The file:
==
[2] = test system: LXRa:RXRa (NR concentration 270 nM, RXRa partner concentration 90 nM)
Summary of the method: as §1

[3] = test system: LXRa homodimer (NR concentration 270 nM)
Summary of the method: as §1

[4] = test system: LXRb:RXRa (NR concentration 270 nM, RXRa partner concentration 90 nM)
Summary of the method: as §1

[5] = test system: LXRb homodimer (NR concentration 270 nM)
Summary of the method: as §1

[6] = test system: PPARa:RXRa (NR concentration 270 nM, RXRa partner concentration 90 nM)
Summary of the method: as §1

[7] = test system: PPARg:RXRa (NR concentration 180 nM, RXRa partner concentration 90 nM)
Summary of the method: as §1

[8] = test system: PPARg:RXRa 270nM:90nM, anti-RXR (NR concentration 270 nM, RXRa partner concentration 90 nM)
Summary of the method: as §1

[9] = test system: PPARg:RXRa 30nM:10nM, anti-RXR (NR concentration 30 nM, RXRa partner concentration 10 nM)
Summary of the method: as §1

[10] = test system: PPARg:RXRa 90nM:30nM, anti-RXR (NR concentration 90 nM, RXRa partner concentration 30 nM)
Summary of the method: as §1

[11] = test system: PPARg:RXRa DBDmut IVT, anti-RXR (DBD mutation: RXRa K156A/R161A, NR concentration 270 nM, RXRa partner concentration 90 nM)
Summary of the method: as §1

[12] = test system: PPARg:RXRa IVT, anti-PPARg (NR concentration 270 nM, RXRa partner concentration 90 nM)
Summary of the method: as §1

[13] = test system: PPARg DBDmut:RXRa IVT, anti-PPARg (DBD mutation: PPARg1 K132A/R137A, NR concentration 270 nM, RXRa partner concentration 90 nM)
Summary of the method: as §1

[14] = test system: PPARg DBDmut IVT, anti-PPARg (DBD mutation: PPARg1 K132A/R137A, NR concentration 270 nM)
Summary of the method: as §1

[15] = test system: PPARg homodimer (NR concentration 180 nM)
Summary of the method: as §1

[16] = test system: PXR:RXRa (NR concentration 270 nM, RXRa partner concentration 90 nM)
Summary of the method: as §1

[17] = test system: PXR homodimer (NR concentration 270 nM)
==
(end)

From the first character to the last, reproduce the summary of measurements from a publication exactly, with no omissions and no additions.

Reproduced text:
[2] = test system: LXRa:RXRa (NR concentration 270 nM, RXRa partner concentration 90 nM)
Summary of the method: as §1

[3] = test system: LXRa homodimer (NR concentration 270 nM)
Summary of the method: as §1

[4] = test system: LXRb:RXRa (NR concentration 270 nM, RXRa partner concentration 90 nM)
Summary of the method: as §1

[5] = test system: LXRb homodimer (NR concentration 270 nM)
Summary of the method: as §1

[6] = test system: PPARa:RXRa (NR concentration 270 nM, RXRa partner concentration 90 nM)
Summary of the method: as §1

[7] = test system: PPARg:RXRa (NR concentration 180 nM, RXRa partner concentration 90 nM)
Summary of the method: as §1

[8] = test system: PPARg:RXRa 270nM:90nM, anti-RXR (NR concentration 270 nM, RXRa partner concentration 90 nM)
Summary of the method: as §1

[9] = test system: PPARg:RXRa 30nM:10nM, anti-RXR (NR concentration 30 nM, RXRa partner concentration 10 nM)
Summary of the method: as §1

[10] = test system: PPARg:RXRa 90nM:30nM, anti-RXR (NR concentration 90 nM, RXRa partner concentration 30 nM)
Summary of the method: as §1

[11] = test system: PPARg:RXRa DBDmut IVT, anti-RXR (DBD mutation: RXRa K156A/R161A, NR concentration 270 nM, RXRa partner concentration 90 nM)
Summary of the method: as §1

[12] = test system: PPARg:RXRa IVT, anti-PPARg (NR concentration 270 nM, RXRa partner concentration 90 nM)
Summary of the method: as §1

[13] = test system: PPARg DBDmut:RXRa IVT, anti-PPARg (DBD mutation: PPARg1 K132A/R137A, NR concentration 270 nM, RXRa partner concentration 90 nM)
Summary of the method: as §1

[14] = test system: PPARg DBDmut IVT, anti-PPARg (DBD mutation: PPARg1 K132A/R137A, NR concentration 270 nM)
Summary of the method: as §1

[15] = test system: PPARg homodimer (NR concentration 180 nM)
Summary of the method: as §1

[16] = test system: PXR:RXRa (NR concentration 270 nM, RXRa partner concentration 90 nM)
Summary of the method: as §1

[17] = test system: PXR homodimer (NR concentration 270 nM)